Barrick had also attempted a hostile takeover of Newmont. Both have operated mines in Nevada for decades, and Barrick wanted to benefit from the potential synergies of combining operations. Instead, both companies will enter into a joint venture to combine the Nevada mine operations.

Despite mixed success on the takeover front, GOLD stock has risen by almost 50% since hitting lows in September. After the Randgold merger closed at the end of 2018, Barrick stock has traded in a range. Now, GOLD has finally begun to rise above post-merger levels in recent days. Today, it trades in the $14 per share range.

Now, with merger-related speculation likely over for now, the future of GOLD stock again relies on the price of physical gold. Barrick stock trades well below 2011 levels, when it last saw prices above $50 per share. Analysts foresee profit increase of 14.3% this year and 17.5% the next. The company has shown confidence as it has hiked its dividend for three years in a row. This has taken the annual dividend yield to about 2%, or 28 cents per share on a yearly basis.

However, the accuracy of those forecasts hinges on gold prices. It took gold prices of almost $1,900 per oz. to take GOLD stock to the $50 per share level. However, gold has not traded above $1,365 per oz. since 2013. Assuming the price of gold can finally rise above that level, both profit forecasts and the price of GOLD stock should eventually move back toward 2010-2011 highs.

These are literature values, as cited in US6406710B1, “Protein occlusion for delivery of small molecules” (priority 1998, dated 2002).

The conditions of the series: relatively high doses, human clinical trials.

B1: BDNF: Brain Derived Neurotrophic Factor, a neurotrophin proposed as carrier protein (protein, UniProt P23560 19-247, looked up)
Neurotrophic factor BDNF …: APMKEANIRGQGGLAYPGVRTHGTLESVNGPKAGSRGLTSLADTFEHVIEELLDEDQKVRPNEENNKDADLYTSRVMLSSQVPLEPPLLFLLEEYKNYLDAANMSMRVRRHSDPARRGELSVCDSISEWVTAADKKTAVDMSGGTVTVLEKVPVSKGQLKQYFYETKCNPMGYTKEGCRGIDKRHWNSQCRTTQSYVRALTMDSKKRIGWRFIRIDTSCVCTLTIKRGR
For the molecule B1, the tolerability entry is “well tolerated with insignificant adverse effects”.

Vale (VALE)

Vale (NYSE:VALE) faces a different set of challenges than gold stocks like Goldcorp and Barrick. Unlike these Canadian counterparts, the Brazil-based materials company mines a variety of minerals. A ruptured dam in the Brazilian state of Minas Gerais killed more than 300 people in January. Since that time, that state has won its bid to freeze more than 2.95 billion reals ($795 million) in company assets. A dividend suspension following the disaster has also weighed on VALE stock.

Due to this dam issue, VALE stock has not risen in the last six months like other gold stocks. Also, with profits forecasted to fall by 3.7% this year, near-term hopes look dim. However, as grim as this may sound, such disasters tend to create buying opportunities for investors.

Indeed, the outlook improves dramatically once it can put the tragedy in Minas Gerais behind it. Analysts expect profits to increase by 50% next year. Also, despite the recent setback, VALE stock has risen dramatically from 2016 levels when the stock briefly dipped below $2.50 per share. Now trading at about $13 per share, VALE has stabilized despite the setback. Like other gold stocks, Vale trades well below 2011 levels when the equity approached the $35 per share level.

Given the uncertain political environment in Brazil and the issues with the ruptured dam, the reputation of Vale has seen a setback. However, the rising price of gold and other precious metals offers VALE stock the opportunity it needs to recover both its reputation and its stock price.

As of this writing on March 26, 2019, Will Healy did not hold a position in any of the aforementioned stocks. 


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The author of this article is a contributor to InvestorPlace.com.